JOHOR BARU, Malaysia - A massive reclamation project to create an island in the Strait of Johor does not need environment clearance as the area is not more than 50 acres, authorities have said.
The project called Forest City for luxury homes - planned by China property developer Country Garden Holdings and a Johor government company, Kumpulan Prasarana Rakyat Johor - came under scrutiny after neighbouring Singapore feared it would have a possible impact on the island republic.
"As the area reclaimed is not more than 50 acres, it does not require the EIA report," Director of Malaysia's Department of Environment (DOE) Mokhtar Abdul Majib told Bernama on Monday.
An Environmental Impact Assessment (EIA) report is required for projects above 50 acres of land, by the Forest City project area measures only 49 acres, he said.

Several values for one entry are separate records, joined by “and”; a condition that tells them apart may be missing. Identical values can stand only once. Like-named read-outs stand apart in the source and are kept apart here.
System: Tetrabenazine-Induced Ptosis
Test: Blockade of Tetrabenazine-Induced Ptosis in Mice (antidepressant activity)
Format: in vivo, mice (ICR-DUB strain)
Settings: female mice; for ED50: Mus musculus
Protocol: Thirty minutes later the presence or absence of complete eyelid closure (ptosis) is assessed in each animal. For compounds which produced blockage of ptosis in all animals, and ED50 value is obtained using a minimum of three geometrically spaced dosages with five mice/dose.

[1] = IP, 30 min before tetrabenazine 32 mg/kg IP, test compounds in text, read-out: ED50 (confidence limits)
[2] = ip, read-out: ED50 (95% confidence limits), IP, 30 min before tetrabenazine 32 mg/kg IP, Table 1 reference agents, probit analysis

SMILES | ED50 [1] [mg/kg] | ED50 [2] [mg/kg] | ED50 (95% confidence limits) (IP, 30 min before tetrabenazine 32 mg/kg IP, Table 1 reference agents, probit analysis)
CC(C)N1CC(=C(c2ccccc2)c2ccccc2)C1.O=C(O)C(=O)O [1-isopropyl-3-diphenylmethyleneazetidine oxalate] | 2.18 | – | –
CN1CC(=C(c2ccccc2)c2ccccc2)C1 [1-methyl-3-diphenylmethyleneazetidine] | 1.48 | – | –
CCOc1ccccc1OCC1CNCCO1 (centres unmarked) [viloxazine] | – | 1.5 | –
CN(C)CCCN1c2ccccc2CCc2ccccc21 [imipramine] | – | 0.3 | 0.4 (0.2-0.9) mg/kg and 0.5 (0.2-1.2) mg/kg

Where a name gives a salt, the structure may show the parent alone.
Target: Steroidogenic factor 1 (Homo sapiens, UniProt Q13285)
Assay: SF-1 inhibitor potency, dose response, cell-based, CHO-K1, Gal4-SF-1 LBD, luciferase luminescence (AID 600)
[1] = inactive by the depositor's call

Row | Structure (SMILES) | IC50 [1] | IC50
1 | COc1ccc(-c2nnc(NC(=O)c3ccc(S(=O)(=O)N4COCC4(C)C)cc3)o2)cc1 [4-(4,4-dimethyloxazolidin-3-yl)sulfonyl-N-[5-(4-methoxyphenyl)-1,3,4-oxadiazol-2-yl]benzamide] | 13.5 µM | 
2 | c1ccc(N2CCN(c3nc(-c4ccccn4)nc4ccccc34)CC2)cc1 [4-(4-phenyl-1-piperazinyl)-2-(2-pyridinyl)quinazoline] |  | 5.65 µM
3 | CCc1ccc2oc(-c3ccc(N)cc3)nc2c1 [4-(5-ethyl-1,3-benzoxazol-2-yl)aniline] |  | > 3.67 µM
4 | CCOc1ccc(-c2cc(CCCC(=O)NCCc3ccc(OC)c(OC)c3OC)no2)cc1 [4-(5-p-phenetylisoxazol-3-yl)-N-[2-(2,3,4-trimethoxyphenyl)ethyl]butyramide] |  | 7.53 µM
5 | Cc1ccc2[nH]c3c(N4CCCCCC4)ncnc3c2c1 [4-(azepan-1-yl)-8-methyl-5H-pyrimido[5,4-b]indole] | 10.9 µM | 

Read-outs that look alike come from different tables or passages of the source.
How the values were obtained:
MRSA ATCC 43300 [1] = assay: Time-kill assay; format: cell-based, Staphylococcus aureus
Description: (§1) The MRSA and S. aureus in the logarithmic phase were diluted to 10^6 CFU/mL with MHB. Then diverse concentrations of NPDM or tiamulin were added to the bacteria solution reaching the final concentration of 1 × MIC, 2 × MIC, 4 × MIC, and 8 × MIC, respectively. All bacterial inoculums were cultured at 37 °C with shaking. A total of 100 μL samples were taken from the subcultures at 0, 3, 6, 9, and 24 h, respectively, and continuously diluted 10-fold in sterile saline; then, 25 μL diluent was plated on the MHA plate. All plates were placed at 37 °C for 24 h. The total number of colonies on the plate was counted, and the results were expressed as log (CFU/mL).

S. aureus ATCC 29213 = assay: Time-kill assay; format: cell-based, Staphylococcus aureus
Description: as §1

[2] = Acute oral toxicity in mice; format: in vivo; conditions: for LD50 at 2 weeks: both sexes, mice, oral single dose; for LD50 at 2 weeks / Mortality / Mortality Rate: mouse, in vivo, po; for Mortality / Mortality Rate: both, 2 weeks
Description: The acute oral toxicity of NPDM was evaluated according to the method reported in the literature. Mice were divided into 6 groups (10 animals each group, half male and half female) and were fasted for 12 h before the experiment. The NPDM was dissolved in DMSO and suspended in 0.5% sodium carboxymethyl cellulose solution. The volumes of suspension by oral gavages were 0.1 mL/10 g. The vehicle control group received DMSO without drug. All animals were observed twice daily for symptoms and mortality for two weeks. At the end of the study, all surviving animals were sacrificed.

Mr Mokhtar said the reclamation work began in early March and were expected to be completed within eight months.
The Singapore Ministry of Foreign Affairs had expressed concern last week over the possibility of cross border effects on the republic as a result of the real estate development project at the Johor Straits. It said there was an international responsibility on the part of the Malaysian authorities and Singapore to cooperate on this matter and asked Malaysia to submit information of the reclamation work concerned.
Singapore Prime Minister Lee Hsien Loong also wrote to his Malaysian counterpart, Datuk Seri Najib Razak, about the project, after two diplomatic notes on the matter were sent to Malaysia's Foreign Ministry last month, The Star newspaper had reported. A third note was handed to Minister in the Prime Minister's Department Wahid Omar when he visited Singapore recently, it added.
The idea to create a 2,000ha island - nearly three times the size of Ang Mo Kio estate - will take 30 years to complete, Mr Kayson Yuen, Country Garden's regional president for the project, told the paper. A project map showed part of the man-made island under the Second Link, which connects Tuas in Singapore to Johor.